• forest restoration;
  • hydrology;
  • climate;
  • regional modeling;
  • southern United States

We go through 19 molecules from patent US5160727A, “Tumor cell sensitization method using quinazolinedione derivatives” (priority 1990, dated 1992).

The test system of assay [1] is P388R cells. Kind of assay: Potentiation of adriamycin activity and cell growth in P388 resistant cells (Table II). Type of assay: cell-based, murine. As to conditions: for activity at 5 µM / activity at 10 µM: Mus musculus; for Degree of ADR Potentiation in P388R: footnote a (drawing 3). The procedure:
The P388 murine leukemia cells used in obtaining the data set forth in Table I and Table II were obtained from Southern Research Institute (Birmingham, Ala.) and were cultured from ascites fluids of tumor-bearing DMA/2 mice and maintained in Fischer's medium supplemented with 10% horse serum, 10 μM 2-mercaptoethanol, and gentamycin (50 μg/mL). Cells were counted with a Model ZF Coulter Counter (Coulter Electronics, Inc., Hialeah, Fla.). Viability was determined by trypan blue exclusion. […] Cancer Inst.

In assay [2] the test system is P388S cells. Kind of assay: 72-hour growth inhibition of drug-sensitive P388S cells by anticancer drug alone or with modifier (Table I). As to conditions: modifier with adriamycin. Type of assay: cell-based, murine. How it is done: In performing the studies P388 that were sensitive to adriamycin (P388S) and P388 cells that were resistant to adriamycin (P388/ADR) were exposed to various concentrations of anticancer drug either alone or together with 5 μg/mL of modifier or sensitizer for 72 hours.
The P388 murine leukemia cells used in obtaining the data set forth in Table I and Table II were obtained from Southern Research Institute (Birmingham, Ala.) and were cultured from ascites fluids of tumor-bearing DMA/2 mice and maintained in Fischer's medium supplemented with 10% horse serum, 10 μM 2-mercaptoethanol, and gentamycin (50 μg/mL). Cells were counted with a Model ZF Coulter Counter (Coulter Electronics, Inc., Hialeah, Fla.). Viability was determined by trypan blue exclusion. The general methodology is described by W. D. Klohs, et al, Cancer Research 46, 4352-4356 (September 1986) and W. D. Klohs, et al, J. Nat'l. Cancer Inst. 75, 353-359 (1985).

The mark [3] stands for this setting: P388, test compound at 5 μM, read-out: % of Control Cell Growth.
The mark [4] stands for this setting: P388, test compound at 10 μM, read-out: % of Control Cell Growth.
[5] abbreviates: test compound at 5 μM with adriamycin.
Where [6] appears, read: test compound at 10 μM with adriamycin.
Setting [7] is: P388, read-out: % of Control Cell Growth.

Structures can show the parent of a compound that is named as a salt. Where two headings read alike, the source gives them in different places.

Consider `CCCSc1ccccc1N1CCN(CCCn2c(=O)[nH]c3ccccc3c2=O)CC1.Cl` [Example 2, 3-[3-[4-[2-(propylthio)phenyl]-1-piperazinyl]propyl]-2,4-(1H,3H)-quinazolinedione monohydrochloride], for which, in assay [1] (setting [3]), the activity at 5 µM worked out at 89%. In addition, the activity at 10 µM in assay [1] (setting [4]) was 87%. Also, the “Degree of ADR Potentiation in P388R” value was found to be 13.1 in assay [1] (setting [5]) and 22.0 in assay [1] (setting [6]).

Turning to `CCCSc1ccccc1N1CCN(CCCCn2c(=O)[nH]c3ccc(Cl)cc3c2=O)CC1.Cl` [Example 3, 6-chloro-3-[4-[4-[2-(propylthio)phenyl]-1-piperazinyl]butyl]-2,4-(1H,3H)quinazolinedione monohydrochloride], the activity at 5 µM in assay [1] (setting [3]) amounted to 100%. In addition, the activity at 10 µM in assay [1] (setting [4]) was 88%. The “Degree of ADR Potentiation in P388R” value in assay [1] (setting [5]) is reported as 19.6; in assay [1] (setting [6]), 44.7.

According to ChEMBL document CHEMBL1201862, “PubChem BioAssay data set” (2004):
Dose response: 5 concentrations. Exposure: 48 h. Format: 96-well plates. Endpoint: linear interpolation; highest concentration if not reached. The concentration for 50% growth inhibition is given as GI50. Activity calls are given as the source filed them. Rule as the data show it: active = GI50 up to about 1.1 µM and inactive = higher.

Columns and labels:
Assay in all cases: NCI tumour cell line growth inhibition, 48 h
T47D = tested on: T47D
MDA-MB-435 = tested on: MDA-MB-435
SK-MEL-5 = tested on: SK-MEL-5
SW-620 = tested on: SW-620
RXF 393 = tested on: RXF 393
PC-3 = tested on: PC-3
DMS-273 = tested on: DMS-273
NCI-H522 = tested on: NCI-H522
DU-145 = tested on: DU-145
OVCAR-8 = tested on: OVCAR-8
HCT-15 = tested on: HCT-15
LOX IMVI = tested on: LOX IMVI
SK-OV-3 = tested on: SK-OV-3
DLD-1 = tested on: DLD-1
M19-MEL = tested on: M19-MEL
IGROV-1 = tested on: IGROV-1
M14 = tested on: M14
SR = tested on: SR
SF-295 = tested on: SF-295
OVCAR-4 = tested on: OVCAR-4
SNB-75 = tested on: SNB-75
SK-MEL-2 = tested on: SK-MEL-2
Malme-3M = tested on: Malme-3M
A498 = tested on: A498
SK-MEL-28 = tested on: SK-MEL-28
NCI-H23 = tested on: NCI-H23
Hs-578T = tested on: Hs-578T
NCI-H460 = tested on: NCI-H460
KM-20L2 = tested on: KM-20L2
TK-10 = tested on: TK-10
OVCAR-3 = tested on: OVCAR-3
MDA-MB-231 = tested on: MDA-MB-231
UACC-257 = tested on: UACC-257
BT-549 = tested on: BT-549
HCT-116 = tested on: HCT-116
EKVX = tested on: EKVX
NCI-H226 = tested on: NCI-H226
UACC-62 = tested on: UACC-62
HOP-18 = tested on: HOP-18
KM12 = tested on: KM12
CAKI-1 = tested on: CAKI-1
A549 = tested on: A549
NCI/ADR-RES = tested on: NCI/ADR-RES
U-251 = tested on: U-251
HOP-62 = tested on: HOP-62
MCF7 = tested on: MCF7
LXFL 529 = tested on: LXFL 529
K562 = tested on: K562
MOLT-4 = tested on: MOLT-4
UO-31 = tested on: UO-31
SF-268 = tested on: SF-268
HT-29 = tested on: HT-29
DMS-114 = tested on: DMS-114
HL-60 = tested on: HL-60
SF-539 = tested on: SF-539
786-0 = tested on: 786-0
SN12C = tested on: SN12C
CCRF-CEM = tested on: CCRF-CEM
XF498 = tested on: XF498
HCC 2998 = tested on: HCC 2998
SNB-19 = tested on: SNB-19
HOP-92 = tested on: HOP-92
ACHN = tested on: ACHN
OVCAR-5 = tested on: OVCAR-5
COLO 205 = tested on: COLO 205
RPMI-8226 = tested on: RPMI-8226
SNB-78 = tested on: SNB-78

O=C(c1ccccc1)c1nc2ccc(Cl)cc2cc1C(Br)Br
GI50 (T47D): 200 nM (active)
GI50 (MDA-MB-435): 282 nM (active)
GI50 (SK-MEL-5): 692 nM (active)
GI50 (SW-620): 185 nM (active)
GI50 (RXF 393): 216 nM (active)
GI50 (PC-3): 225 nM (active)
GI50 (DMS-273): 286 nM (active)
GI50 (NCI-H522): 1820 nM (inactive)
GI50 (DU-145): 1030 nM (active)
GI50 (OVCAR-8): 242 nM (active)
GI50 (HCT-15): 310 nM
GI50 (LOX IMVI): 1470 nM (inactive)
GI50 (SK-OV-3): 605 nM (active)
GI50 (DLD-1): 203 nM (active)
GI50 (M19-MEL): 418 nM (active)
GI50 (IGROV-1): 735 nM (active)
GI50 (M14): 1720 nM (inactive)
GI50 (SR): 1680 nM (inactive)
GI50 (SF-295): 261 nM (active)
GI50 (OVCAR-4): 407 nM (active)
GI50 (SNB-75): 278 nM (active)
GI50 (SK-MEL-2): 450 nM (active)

Landscape in the southern United States changed dramatically during the 1930s and the following decades when massive agricultural and abandoned logging lands were converted to forest lands through natural restoration and silviculture. The impacts of this forest restoration on hydrology were investigated in this study by conducting numerical experiments with a regional climate model. Climatic and hydrological conditions for the months of January and July during an 8-year period were simulated with prior and post forest conversion land cover, respectively. The assembled results of the simulations and experiments during the period indicate that overall precipitation decreases in July and increases in January in the restoration region (RR) in response to the restoration, mainly caused by the reduction in the corresponding prevailing winds due to increased surface roughness. Evapotranspiration and root-layer soil moisture increase in both months, mainly caused by the changes in vegetation and soil properties. Solar radiation increases due to smaller albedo, most of which is used to increase sensible heat. Large increases in July precipitation, evapotranspiration, and runoff in the remote central Midwest are found, resulting from the change in the large-scale atmospheric circulation. The implications of the results for the projected vegetation changes due to the climate change and the silviculture project in the Southeast in the future are discussed. Published in 2010. This article is a US Government work and is in the publich domain in the USA.